Most respondents focused their requests on information, not advice. GLOBE cautions against offering advice altogether. For example, well-intentioned messages like ‘keep a low profile’ could be badly received as ‘advice on how to behave’. They could also be seen as insensitive to colleagues who do not easily pass as straight or cisgender. The decision to hide one’s identity is a complex and personal one that most LGBT people have ample experience in navigating. OECD colleagues generally possess good skills in diplomatic sensitivity. Therefore it is not necessary to advise them on when to strategically retreat to the closet.
One way to present advice in a more diplomatic way would be to use quotes from LGBT colleagues who have developed and shared their own good practices while on mission. This technique is used to some effect in the Man About World LGBT Guide to Business Travel.
The OECD does not provide information resources on entertainment or dating
While some respondents suggested that the guide could include information about nightlife and gay-friendly hotels, most preferred these things to be excluded in order to keep a focus on work and safety.
GLOBE also feels it unnecessary to include information about dating apps, precautions around meeting strangers, safer sex, and so on. Instead, CDS could consider a general line to all staff urging them to take sensible precautions as appropriate to their particular preferences and practices, and encouraging them to review the latest advice from reputable sources.
The OECD’s position is unclear on a number of potentially important matters for LGBT staff on mission
Many respondents to the survey said they were unsure of the OECD’s position on the following matters:
Can an official refuse to go on mission for reasons related to their sexual orientation or gender identity? For example if they feel that their personal safety could be in danger.
What is the OECD’s response if an official is arrested under allegations of violating a law prohibiting sexual activity of a certain nature?
What support can the OECD offer officials who have been the victim of harassment or discrimination (state-sponsored or otherwise) while abroad?
Transgender colleagues need to know what support and protection are available to them
GLOBE takes very seriously the need to consider the particular challenges and needs of transgender colleagues, and notes that any guide on LGBT travellers should reflect this.
GLOBE members made a number of suggestions relating to the format of the guide. Notably none of them requested a printed leaflet. The main suggestions were:
A page on the intranet that could be kept up to date
Using the Tip of the Week to draw attention to the new resource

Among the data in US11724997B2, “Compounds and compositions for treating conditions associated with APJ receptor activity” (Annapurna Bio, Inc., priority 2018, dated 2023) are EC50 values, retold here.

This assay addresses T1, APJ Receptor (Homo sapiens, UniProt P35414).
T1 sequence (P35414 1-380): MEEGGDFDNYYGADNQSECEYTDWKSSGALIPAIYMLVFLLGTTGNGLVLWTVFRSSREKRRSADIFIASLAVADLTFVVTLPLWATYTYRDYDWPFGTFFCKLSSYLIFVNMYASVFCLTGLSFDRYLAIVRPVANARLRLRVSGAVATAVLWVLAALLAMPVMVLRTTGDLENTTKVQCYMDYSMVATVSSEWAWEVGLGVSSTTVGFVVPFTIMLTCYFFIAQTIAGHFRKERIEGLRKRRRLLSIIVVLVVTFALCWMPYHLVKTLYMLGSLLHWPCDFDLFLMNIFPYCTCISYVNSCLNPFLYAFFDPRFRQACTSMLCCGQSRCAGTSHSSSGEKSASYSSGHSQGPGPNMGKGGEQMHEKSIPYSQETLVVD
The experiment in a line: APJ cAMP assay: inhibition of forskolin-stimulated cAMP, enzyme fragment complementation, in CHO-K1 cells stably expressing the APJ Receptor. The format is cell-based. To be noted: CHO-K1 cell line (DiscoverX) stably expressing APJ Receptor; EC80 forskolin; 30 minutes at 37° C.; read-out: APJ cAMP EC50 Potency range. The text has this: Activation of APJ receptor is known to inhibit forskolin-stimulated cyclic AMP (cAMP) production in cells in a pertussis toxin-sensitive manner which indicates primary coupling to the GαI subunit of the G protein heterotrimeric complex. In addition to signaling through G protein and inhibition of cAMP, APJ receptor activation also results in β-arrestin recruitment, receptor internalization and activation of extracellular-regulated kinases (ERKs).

Including a link to LGBT-specific information within the existing safety recommendations sent prior to missions
Diversity means differences in the ways in which individuals think, respond to situations, meet their needs, do their duties, and fulfil their potential . GLOBE is pleased to see these differences taken into account and integrated into the functioning of the OECD; that is the core of our mission. This initiative from CSD is therefore to be welcomed.
In that sense, the differences of LGBT staff are part of the core objectives of CSD. They are not an accessory or add-on bonus, and there should be no suggestion as such. CSD produce a number of emails and intranet sites already related to travel safety and advice; GLOBE would like to see LGBT considerations integrated into these existing resources.
GLOBE would therefore request the following:
As a first step: an information-based page on the intranet (rather than a full advice-based guide like the one produced for women). The page should:
Affirm the Organisation’s commitment to equitable protection of all staff’s safety while on mission, and recognise the specific potential challenges faced by LGBT staff;
Offer links to information resources on specific challenges, such as the ILGA map;
Remind staff what action to take and whom to contact in case of need;
Clarify the OECD’s position on the frequently asked questions above;
In the near-term: a line in every Travel Advice email referring to the safety of LGBT colleagues and linking to the intranet page.
In the longer term: specific and relevant information on safety for LGBT colleagues integrated as part of the bullet points in the Travel Advice for every country.
 Nelson Lim, Michelle Cho, and Kimberly Curry, Planning for Diversity: Options and Recommendations for DoD Leaders (Santa Monica, CA: RAND, 2008), 17.